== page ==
Still in London. Love going into the bookstores here and browsing unfamiliar books and familiar books with unfamiliar covers. Couldn’t resist picking up Gordon Ramsey’s autobiography, skimming the first chapters over coffee. Yet another ferociously driven, successful man who suffered an asshole for a father. I’m hardly saying that all uber-successful people have brutal parent(s), or that the child of a brutal parent will grow up to be successful, but in my experience, especially among the last few years — among people I know and people I know of — there seems to be an uncommonly common link.
I was talking to a man whose Significant Other has either a brother or cousin — can’t remember — who is, he says, “the Brent Bolthouse of London”. Bolthouse, for those of you who don’t know and don’t care — yet I am going to tell you anyway — is the topdog promoter who rules the Los Angeles elite club scene. (The social power lies not with the club owners, but the promoters; the scene itself moves from club to club, depending on which weeknight it is.) He controls The List, which is not all that different from, say, the list of ‘The 400’ in late nineteenth-century New York deemed worthy enough to attend the ultraglam ball held at the Astors at the climax of every social season.* The Astors put you on the list — or not — according to their judgment of your birthright and breeding (wealth in and of itself was never enough); Bolthouse puts you on the list — or not** — according to how famous you are (wealth in and of itself is never enough).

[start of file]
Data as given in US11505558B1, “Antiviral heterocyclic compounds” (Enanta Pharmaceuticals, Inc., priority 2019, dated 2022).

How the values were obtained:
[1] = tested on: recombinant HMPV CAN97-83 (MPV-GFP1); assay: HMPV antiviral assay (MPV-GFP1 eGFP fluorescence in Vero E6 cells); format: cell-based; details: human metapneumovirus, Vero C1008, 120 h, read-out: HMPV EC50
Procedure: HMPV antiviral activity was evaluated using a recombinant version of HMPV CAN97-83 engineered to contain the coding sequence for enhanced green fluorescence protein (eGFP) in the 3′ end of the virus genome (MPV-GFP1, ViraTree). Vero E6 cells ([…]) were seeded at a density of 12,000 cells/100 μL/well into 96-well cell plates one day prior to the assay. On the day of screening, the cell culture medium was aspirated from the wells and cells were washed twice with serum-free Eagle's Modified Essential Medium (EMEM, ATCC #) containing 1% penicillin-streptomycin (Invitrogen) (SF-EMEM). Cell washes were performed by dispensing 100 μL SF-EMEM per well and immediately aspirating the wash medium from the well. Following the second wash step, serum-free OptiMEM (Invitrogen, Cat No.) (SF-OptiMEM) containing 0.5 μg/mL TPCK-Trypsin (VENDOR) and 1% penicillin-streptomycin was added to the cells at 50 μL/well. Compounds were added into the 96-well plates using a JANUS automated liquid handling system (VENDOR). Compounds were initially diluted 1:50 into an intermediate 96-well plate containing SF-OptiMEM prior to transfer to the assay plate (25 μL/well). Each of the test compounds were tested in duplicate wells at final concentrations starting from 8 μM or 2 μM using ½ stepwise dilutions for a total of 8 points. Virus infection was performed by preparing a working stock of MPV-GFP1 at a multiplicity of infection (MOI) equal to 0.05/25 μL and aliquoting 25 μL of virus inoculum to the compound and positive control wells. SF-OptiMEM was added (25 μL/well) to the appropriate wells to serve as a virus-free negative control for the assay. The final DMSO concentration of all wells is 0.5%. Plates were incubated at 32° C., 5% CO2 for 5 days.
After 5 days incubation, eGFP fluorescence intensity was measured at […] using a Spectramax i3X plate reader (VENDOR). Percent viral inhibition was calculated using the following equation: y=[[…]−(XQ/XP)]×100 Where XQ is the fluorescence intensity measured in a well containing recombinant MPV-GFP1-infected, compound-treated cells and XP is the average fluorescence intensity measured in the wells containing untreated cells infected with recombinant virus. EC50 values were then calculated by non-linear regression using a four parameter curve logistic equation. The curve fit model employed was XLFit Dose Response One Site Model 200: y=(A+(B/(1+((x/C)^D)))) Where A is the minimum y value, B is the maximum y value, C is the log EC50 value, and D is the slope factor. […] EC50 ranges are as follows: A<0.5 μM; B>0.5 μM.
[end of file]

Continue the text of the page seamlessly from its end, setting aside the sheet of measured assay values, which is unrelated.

So this British counterpart to Bolthouse opened some kind of pub that was actually supposed to be the antidote to the elite, posh clubs he’d been dealing with — this pub was relaxed, kitschy, open to one and all, a place to hang out and kick back. Except he couldn’t escape the aura of his own reputation and so once people found out that this was his new joint, they descended in swarms. Including Prince William. Then it all went to hell. The prince broke up with his girlfriend, and went with his buddies to this particular pub to mourn the relationship/celebrate his freedom. The papparazi took photos of a rather sloshed prince stumbling out. The pictures went round the world the next day, and now the place is anything but relaxed — the paps hover round, knowing the prince is still a regular, and try to cajole and bribe their way inside*** to snap a photo of him close-up, going so far as to offer the manager/owner “bonds worth thirty or forty thousand American dollars”. He said no.
*Mr and Mrs Astor considered themselves the top of New York society and decided that the perfect party had 400 people. This gave rise to the ‘list of the 400’, or ‘The 400’, which everyone aspiring to be part of ‘fashionable New York’ wanted to be on — at least until Mrs Astor became regarded as dull, stuffy, and overexposed, and fashionable New York passed her by. Legend has it that the number got whittled down to 400 because that was all the Astors could fit into their ballroom, but that was just clever PR.
** Mostly not.
*** you could say they want on the list